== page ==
Homogenized Shomogenized?

“HEY, YOU GUYS!” I shout Rita Moreno style above the clanking bottles at the bottom of my sagging grocery bag. “Chocolate milk from Twin Brook Creamery!”

The quaint glass pints with the image of Bessy reminded me of a simpler time when friendly milk men delivered wholesome milk that kids gulped straight from the quart.

A time before a host of funky chemicals necessitated scouring labels for words like GMO’s, Rbst, high fructose corn syrup, saccharin and search for assurances from purveyors like Twin Brook Creamery that their cows were happy, healthy and roaming free.

Twin Brook Creamery is a local, dairy farm that offers chocolate, regular white milk and cream — it’s available at limited locations that aren’t convenient for me to visit with my four kids on a regular basis. So when I do I stock up.

The kids herd into the kitchen and it isn’t long before rich chocolate milk clings to their upper lips like outlaw moo-staches from a spaghetti western.

“Mom, how come you never buy the white milk?” My eldest daughter Sophie asked.

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Chewing the Fat With Chef Tom Douglas

The kids and I chop the potent onion and garlic we picked up at the local Farmer’s Market.

There is definitely a difference between mass produced and local produce — like wild from tame. The cilantro was jalapeno green, wet and damply alive like flora in a rainforest.

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The fresh garlic looks prehistoric and nothing like its plastic jugged cousins of pre-peeled bulbs available at Costco. The husk surrounding the garlic cloves has a purple hue with little bits of dirt still clinging to the tendrils.

I watch my daughter, Sophie strip the seeds from her pile of poblano chiles. She’s 10 years old and a budding culinary master.

Today we were on another culinary adventure or what we like to call our “food experiments” – -in homage to Albert Einstein’s famed “thought experiments” of which E=MC2 was the result.

The E=MC2 of today’s “food experiment” is Chef Tom Douglas Roasted Tomatillo Salsa with grilled chicken skewers.

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Kids and Native American Art

“Mommy, I’m hungr—“ Patrick’s cry for ice cream was cut short by the slow, steady drum beat. Seagulls circle around Pier 57 in downtown Seattle.

Patrick scoots down on his knees transfixed. I watch my 4-year-old boy squirm his body toward the steel barrier trying to get his neck between the bars for a closer view of a Native American man in ceremonial dress.

A native vocal undulates like a bird taking flight and my head starts nodding in time with the slow, even drum beat.

“Mommy, I want to climb up on your neck so I can see better!” 7-year-old Amelia paws at my clothes.

A half-man, half bird rattles the head of a raven high in his right hand. His back is adorned with a fan of feathers and two raven feet. A red weasel pelt dangles down his soft honey colored leather pants. As he dances he brandishes a wing of feathers that he waves toward the crowd and up to the sky. The overall effect is mesmerizing and the crowd stands at attention.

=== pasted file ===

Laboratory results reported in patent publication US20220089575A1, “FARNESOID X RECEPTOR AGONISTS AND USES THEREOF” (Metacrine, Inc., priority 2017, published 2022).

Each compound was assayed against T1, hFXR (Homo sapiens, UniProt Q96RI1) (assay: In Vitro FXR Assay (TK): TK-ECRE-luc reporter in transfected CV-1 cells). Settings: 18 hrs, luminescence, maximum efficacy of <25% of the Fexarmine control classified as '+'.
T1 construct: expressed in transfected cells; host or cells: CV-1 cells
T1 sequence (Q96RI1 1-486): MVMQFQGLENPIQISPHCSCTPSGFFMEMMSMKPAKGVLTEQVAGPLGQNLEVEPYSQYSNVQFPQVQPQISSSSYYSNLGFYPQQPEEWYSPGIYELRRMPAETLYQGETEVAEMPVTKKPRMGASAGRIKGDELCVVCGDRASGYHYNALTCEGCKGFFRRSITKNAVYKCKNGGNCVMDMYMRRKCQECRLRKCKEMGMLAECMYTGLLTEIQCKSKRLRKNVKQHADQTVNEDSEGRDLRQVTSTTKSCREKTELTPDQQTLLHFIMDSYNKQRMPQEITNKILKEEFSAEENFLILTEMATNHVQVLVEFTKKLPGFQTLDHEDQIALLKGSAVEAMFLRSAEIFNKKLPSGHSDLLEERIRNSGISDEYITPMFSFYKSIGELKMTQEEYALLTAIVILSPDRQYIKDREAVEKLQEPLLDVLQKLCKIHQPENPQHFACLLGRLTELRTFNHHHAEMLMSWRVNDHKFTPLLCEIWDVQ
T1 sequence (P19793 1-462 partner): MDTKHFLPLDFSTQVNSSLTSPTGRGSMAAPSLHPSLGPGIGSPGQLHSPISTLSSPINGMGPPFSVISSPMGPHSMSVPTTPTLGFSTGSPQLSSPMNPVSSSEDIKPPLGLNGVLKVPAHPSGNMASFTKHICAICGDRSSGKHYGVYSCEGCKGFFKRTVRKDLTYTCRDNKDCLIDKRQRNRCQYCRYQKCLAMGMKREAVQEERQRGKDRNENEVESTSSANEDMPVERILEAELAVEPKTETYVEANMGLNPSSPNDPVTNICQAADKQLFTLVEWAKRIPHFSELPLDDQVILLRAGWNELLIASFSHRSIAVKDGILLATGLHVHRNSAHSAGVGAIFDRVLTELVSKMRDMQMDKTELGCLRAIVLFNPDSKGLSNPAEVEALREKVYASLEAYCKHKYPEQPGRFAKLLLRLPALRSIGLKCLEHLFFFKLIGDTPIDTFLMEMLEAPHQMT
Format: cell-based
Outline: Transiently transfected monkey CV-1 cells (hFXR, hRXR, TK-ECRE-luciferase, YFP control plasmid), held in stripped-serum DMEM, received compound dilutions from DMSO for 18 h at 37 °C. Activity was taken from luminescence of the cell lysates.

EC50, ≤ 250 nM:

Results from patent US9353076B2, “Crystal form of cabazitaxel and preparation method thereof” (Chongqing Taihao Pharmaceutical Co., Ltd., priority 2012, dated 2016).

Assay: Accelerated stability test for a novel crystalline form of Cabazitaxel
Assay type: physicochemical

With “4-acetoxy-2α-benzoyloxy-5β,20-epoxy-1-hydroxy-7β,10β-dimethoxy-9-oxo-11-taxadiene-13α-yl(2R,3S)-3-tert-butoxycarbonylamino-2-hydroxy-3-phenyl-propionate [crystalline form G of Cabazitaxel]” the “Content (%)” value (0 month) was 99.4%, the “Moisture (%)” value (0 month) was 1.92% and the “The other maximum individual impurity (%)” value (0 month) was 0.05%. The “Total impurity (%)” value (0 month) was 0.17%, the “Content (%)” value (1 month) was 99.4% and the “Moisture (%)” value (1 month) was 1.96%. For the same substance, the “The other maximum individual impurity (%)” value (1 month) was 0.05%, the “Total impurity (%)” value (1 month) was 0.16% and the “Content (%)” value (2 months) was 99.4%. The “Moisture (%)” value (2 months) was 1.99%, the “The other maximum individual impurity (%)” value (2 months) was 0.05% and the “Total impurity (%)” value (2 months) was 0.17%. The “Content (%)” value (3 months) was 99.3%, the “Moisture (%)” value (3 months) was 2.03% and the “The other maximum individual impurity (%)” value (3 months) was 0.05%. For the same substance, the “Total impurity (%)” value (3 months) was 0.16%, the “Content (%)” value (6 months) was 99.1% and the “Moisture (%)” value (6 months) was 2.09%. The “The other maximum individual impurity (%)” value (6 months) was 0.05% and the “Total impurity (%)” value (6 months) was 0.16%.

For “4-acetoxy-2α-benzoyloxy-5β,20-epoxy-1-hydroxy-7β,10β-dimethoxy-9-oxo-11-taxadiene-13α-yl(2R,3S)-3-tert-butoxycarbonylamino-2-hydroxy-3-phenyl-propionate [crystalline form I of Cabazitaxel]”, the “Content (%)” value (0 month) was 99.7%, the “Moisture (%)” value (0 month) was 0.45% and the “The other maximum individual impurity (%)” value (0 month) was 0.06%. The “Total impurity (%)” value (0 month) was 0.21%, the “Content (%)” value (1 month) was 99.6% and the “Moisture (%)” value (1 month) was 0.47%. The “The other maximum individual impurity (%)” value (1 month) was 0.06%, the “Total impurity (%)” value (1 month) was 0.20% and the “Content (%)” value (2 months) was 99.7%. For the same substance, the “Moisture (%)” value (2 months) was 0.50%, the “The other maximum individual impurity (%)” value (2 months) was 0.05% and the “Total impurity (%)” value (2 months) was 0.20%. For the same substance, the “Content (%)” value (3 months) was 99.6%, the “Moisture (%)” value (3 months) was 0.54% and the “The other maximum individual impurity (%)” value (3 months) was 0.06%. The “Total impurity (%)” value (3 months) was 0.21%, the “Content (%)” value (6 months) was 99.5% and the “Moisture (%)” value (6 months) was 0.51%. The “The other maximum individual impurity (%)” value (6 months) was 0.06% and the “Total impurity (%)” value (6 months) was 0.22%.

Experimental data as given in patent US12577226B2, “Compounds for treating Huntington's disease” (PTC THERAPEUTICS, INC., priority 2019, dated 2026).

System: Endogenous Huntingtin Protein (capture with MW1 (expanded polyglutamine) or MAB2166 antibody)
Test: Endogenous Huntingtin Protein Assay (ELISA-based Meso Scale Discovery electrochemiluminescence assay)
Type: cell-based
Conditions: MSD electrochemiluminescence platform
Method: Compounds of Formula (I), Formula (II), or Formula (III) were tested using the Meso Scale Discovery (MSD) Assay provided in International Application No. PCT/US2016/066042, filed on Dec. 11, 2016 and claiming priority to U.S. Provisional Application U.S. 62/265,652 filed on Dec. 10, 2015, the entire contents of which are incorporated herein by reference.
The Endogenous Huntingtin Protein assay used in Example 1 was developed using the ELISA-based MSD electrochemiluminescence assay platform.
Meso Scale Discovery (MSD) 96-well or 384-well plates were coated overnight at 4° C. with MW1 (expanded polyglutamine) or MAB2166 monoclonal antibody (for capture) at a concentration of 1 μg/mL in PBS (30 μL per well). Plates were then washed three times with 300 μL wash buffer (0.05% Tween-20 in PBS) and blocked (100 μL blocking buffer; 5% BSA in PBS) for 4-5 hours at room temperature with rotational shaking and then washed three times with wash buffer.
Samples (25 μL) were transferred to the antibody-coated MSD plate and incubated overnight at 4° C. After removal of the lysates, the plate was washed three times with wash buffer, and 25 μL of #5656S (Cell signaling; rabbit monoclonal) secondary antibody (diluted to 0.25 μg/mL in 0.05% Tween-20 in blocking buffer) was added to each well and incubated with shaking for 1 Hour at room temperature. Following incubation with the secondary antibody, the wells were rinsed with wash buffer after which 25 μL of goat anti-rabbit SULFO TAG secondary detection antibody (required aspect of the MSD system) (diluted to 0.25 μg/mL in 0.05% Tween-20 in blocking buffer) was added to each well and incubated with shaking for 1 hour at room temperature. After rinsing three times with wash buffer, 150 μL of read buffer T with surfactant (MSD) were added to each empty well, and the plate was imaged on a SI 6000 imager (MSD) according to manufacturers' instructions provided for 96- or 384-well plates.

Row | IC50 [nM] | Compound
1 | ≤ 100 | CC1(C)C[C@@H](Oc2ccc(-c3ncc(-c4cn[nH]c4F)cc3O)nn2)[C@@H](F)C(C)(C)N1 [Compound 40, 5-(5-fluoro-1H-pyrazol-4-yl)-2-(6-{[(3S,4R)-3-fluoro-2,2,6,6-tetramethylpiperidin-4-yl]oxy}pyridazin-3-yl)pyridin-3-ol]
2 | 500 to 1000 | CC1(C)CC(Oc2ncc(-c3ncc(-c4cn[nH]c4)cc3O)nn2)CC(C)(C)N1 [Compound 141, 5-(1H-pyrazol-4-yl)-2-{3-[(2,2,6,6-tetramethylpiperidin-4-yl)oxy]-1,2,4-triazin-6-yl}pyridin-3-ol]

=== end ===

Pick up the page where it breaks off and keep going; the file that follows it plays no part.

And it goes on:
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Mr. Rogers and Top Pot Doughnuts

“So let’s make the most of this beautiful day, since we’re together, we might as well say — “ I pause for effect as we cruise past the Seattle Space Needle.

“Would you be mine?
Could you be mine?
Won’t you be my neighbor?”

Baby Ty giggled at my crooning rendition of the Mr. Roger’s theme song. Four-year-old Patrick shouted for an encore with a fist bump.

Seven-year-old Amelia peered out the rear window as the Seattle Monorail shuttled past on tracks above our Routan.

“When I was a kid I’d watch Mr. Rogers Neighborhood.” I stop, trying out how to explain Mr. Rogers to kids who weren’t alive during his thoughtful reign on PBS.

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My 4-Year-Old Wanted to Learn How to Cook, But I Was a Stranger to the Kitchen

Growing up I got the sense that the kitchen was the last place my mom wanted to be, or imagined her daughters to end up.

We were called “latch-key” kids in the eighties when “women who worked were having children and didn’t want to be stay-at-home mothers.” Or at least that’s what I read on the internet.

Back then the kitchen wasn’t perceived as a place of power but a trough of toil. And processed, convenience foods like Birds Eye, Lunchables, and Cool Ranch Doritos were the nouveau riche.

Scrappy kids like me cruised the neighborhood unsupervised and in packs wearing our splotchy Jams and checkerboard Vans to the local arcade for Ms. Pacman—our bliss.

When I became a mother at the age of twenty-nine I had never learned how to cook. During my college years I worked in restaurants and was fed by them. And by the time I was a young professional I ate a lot of cereal. Even after I got married, my husband (also a latch key kid and generation X’er) didn’t know how to cook and didn’t expect me to either.

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